Don’t look for figurines from some of the latest animated kids’ movies in a high-fat fast-food boxed meal in the near future.
In mid-October, the Walt Disney Company instituted a new policy of licensing its name and characters to promote to children only those foods that meet certain nutritional guidelines, including:
- a cap on calories that results in appropriate kid-sized portions;
- total fat not exceeding 30 percent of calories for main and side dishes and 35 percent for snacks;
- saturated fat not exceeding 10 percent of calories for main dishes, side dishes, and snacks;
- added sugar not exceeding 10 percent of calories for main dishes and side dishes and 25 percent of calories for snacks; and
- an overall limit–15 percent by 2010–on the number of “indulgence” items, such as seasonal candy, in its licensed portfolio. In addition, most special-occasion sweets will be made available in single-serving packets.
The company also announced changes in the food served at its theme parks and resorts to adhere to the guidelines, to be completed by the end of 2007.
Disney also unveiled a company-wide plan to ban trans fats from the foods served at its parks by the end of 2007, and from its licensed and promotional products by the end of 2008.
The guidelines for licensed foods and promotions aimed at children will govern Disney’s business partnerships and activities nationwide and will be adopted internationally over the next several years, the company said.
Alex Avery, director of research at the Hudson Institute’s Center for Global Food Issues, said that as far as the trans-fat “jihad” is concerned, Disney is “just going with the hurricane-force winds on this issue.” But the other guidelines appeared fairly sensible, he said.
“They’ve instituted a ‘complete meal’ main and side dish calorie limit of 360-560 calories, and seemingly sensible limits on fat and sugar content excluding ‘special occasion sweets’ such as candy and cake,” Avery said.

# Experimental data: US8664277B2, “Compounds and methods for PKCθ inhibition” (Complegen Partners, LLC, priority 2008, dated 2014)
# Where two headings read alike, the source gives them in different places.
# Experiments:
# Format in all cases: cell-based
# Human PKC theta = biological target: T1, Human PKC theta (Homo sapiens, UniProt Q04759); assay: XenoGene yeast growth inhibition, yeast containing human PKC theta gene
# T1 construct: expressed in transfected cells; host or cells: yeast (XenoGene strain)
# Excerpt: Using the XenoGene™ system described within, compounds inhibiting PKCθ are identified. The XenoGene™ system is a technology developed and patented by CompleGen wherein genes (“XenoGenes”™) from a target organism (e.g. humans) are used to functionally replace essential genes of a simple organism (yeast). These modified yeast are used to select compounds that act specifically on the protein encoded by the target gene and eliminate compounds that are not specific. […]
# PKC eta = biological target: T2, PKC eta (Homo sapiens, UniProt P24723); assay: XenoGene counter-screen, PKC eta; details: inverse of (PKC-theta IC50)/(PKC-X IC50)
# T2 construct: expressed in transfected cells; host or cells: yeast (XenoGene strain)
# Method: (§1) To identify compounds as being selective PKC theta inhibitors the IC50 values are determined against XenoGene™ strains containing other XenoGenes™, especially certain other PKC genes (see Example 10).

“They’ve also gone a step further than McDonald’s in making milk or juice and carrots the default sides for kids’ meals, rather than French fries and soda–but those will still be available freely to those parents who allow their children to eat them,” Avery continued.
According to Avery, a public relations professional at Disney reported parents in the company’s in-park trial chose milk and carrots over soda and fries 75 to 90 percent of the time.
Disney’s guidelines are based on the Dietary Guidelines for Americans, published every five years by the U.S. Departments of Health and Human Services and Agriculture, and were developed in cooperation with child health and wellness experts, including James Hill, Ph.D., director of the Center for Human Nutrition at the University of Colorado Health Sciences Center in Denver.
“I think that there is a trend among companies that cater to children and families to be more conscious about the nutritional value of their products, and I think it is very welcome,” Hill said. “These companies now understand that childhood obesity and poor nutrition are a problem, and that they can be a part of the solution.
“The exciting thing is that when a company like Disney gets behind better nutrition for kids, they can do it in such a fun way that we can get kids excited about eating healthier,” Hill noted.
Charlotte LoBuono ([email protected]) is a freelance health and medical writer in Hoboken, New Jersey.